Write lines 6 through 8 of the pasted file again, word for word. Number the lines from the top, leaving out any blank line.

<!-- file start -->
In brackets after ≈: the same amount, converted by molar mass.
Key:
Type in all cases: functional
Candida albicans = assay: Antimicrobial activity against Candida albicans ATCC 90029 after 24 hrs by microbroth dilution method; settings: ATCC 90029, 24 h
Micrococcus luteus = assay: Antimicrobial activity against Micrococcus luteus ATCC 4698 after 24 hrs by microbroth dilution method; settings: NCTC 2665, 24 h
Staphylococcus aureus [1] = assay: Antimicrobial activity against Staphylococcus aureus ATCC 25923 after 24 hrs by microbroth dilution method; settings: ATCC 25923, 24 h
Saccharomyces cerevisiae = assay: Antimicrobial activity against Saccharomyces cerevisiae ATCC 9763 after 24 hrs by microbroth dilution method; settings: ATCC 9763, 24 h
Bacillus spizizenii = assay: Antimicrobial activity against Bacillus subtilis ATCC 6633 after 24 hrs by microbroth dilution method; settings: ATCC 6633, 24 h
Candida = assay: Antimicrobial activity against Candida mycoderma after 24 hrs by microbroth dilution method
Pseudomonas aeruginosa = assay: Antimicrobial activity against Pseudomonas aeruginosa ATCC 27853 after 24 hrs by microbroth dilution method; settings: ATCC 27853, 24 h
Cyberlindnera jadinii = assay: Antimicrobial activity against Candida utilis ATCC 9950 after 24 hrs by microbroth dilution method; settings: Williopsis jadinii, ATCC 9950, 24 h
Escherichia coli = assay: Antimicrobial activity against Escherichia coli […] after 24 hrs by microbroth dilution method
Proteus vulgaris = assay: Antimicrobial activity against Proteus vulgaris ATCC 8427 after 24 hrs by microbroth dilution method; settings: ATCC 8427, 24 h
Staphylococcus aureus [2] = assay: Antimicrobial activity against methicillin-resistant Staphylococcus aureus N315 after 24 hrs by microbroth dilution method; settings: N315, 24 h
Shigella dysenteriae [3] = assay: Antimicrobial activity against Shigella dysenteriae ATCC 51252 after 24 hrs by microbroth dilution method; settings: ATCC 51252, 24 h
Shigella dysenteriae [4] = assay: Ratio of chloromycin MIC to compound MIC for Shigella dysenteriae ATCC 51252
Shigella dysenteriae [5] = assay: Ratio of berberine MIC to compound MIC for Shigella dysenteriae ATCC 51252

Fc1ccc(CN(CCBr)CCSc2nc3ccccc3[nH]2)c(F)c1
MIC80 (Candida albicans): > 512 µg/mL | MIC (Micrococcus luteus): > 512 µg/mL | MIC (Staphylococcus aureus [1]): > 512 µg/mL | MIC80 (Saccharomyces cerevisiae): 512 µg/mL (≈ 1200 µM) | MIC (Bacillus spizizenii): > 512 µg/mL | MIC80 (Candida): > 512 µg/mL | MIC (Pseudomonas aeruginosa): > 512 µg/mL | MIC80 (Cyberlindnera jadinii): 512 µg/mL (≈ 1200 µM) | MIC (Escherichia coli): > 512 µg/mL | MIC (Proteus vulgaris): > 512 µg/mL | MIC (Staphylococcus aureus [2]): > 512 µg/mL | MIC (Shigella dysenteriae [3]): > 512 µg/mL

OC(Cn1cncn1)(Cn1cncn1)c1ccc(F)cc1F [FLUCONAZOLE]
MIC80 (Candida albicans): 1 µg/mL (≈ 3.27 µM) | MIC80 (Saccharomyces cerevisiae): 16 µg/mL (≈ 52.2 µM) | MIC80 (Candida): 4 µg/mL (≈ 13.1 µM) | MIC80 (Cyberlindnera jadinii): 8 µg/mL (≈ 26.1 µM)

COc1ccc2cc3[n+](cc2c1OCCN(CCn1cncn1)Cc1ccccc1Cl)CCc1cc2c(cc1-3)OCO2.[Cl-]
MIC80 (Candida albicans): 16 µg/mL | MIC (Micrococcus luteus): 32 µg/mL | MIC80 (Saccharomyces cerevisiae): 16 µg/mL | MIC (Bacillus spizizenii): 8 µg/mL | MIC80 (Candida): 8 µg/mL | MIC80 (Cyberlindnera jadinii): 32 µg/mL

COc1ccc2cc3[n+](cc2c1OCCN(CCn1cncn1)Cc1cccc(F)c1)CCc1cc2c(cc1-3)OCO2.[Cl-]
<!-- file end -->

Staphylococcus aureus [1] = assay: Antimicrobial activity against Staphylococcus aureus ATCC 25923 after 24 hrs by microbroth dilution method; settings: ATCC 25923, 24 h
Saccharomyces cerevisiae = assay: Antimicrobial activity against Saccharomyces cerevisiae ATCC 9763 after 24 hrs by microbroth dilution method; settings: ATCC 9763, 24 h
Bacillus spizizenii = assay: Antimicrobial activity against Bacillus subtilis ATCC 6633 after 24 hrs by microbroth dilution method; settings: ATCC 6633, 24 h